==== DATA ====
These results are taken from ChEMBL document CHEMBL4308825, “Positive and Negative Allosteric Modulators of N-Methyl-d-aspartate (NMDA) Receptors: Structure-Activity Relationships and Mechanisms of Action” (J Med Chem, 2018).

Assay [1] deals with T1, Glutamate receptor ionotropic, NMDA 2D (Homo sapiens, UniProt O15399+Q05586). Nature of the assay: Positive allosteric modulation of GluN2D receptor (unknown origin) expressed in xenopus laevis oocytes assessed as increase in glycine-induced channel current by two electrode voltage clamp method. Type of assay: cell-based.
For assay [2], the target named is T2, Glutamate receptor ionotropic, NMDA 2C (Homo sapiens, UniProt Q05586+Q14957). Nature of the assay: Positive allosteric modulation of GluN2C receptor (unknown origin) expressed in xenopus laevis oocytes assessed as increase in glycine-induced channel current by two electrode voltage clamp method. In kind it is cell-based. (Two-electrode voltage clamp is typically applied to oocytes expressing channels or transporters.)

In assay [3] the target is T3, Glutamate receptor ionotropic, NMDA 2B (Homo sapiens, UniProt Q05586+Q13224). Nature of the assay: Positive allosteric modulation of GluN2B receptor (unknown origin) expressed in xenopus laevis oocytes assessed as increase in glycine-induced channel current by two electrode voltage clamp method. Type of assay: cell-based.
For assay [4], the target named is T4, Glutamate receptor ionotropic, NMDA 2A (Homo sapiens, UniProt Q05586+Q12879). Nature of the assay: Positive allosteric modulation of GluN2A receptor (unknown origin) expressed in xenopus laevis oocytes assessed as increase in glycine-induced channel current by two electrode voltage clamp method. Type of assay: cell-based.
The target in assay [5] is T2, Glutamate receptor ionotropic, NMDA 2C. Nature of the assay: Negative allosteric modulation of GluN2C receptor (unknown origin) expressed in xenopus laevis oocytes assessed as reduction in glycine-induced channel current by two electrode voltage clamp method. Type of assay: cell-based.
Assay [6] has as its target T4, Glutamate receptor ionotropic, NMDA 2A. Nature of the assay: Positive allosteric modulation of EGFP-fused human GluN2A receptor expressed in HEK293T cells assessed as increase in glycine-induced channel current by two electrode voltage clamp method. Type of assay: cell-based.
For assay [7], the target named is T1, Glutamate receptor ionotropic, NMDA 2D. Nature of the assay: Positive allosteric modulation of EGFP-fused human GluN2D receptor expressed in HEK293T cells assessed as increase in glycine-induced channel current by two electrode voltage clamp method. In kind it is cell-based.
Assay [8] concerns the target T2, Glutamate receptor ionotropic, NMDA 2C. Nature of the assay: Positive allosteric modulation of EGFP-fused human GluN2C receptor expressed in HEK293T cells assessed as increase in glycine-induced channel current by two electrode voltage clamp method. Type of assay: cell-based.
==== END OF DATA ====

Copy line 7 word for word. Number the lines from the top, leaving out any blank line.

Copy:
Assay [6] has as its target T4, Glutamate receptor ionotropic, NMDA 2A. Nature of the assay: Positive allosteric modulation of EGFP-fused human GluN2A receptor expressed in HEK293T cells assessed as increase in glycine-induced channel current by two electrode voltage clamp method. Type of assay: cell-based.